- Meta has eliminated an exemption that permitted users to share a person’s residential information as long as it is “publicly available,” the parent company of Facebook said in an amended statement (via Engadget).
- Meta’s response came nearly a year after the corporation sought an examination of its handling of private residential information from the Oversight Board.
- In February, the Board urged Meta to strengthen its processes for providing private home addresses in light of doing concerns.
Meta has removed an exemption that allowed users to disclose a person’s residence address as long as it is “publicly available,” the Facebook parent company revealed in an amended statement (via Engadget).
‘Meta’s response came nearly a year after the business requested a review of its handling of private residential information from the Oversight Board. The Board responded in February, urging Meta to improve its procedures regarding sharing personal residential addresses in light of doing concerns.
While Facebook and Instagram already prohibit users from publishing their home addresses, the Meta-owned sites take no action against posts with “publicly available addresses.” Meta’s definition includes any lessons that have been published in five or more news publications or made publicly available. Meta has said that it would phase out this exception “before the end of the year.”
As the Board acknowledges in its suggestion, eliminating the provision for ‘publicly available’ private residential information may restrict the availability of this information on Facebook and Instagram. At the same time, it remains publicly available elsewhere, Meta says. However, they understand that embracing this proposal can help enhance our platforms’ privacy protections.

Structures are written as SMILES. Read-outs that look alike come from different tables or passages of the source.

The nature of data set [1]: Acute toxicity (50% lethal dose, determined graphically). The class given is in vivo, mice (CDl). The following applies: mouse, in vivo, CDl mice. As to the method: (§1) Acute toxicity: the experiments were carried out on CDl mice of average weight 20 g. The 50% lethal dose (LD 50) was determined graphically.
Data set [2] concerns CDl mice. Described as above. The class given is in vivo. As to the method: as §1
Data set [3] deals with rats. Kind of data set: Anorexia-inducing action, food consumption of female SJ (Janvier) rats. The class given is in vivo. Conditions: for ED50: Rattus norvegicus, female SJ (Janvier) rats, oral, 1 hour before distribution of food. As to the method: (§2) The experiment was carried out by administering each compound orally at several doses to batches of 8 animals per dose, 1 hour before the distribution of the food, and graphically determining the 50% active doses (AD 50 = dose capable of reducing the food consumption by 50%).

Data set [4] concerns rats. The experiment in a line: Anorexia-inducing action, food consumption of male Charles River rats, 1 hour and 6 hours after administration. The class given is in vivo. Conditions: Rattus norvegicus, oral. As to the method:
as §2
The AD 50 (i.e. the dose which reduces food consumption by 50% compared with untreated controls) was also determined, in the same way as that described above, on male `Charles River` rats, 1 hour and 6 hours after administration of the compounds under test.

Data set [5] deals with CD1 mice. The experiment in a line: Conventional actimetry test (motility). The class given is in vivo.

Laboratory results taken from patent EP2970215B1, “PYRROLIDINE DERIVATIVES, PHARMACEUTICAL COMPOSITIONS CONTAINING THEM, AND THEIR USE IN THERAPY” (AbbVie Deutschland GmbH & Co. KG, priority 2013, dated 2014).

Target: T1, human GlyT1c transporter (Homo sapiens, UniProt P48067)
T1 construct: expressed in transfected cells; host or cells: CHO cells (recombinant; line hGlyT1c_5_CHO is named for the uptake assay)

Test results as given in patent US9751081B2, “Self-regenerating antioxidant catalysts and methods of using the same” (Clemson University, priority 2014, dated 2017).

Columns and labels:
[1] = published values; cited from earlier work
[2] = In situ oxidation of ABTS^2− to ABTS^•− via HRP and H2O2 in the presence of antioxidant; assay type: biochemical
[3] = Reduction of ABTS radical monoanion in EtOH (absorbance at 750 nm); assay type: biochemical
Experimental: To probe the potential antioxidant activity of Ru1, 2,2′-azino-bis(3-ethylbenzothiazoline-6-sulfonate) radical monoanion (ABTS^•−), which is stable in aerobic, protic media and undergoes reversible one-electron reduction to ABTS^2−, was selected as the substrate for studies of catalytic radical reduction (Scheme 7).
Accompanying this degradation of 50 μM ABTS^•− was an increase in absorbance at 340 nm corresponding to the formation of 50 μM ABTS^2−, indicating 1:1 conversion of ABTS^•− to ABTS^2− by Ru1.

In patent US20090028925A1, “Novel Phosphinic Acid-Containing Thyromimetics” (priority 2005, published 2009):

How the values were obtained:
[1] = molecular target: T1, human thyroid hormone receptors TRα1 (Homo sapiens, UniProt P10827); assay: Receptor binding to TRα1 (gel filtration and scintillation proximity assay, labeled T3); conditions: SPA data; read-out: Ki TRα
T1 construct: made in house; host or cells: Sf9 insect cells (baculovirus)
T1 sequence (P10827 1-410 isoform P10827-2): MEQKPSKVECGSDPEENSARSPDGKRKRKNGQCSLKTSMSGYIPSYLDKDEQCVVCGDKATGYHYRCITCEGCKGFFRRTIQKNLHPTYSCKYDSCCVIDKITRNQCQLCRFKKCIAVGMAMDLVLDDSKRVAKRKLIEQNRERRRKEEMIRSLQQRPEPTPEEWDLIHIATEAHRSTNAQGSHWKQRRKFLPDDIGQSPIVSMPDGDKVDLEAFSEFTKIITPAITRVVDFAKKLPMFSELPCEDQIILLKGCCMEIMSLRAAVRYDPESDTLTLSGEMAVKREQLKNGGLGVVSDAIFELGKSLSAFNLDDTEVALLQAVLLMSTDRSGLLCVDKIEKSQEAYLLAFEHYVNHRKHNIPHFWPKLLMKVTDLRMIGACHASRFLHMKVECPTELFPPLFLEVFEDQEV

Additionally, Meta is altering its response to posts, including images of the exteriors of private residences. The corporation states that it will take no action if the property portrayed in a news report is the subject of a story unless the story is published to incite demonstrations against the resident.
Also, it will enable users to post the exteriors of publicly-owned residences belonging to high-ranking people, such as heads of state or ambassadors, and organize protests at these sites. And while Meta says it will continue to allow users to post their addresses, it will not follow the Board’s recommendation to allow other users to reshare them, citing that it is frequently impossible to determine whether a resident consented to another user sharing their private address.
Meta did not wholly commit to building tools to make reporting a privacy infringement easy for users. It evaluates the viability of the Board of Directors’ suggestion to streamline the procedure for seeking the removal of private information from Facebook and Instagram. The business claims it is now developing a method for making the “Privacy Violation” reporting option more visible. Instead of requiring users to navigate through two menus and look for a specific opportunity, Meta says it will experiment with making a choice more “prominent.”
The Board advised that Meta create a dedicated channel for doing reports, but Meta rejected it. Meta responded that it is actively developing new media for users to seek assistance. It already partners with over 850 organizations that provide service to victims, including the Revenge Porn Helpline in the United Kingdom and the National Network End Domestic Violence in the United States.
Meta’s proposed policy changes, most notably the decision to eliminate the home address exception, should provide an extra layer of protection for doxxing victims. Doxxing is the act of publishing an individual’s name, phone number, email address, or home address online with the intent of harassing them. Meta is also responding to the Oversight Board’s policy advisory opinion for the first time.
The Oversight Board was established in 2020 and comprised a diverse group of people that provide external oversight of Meta’s moderating decisions and rules across all of its platforms. Meta is not bound by the Oversight Board’s judgments but must reply to its suggestions, as it did here.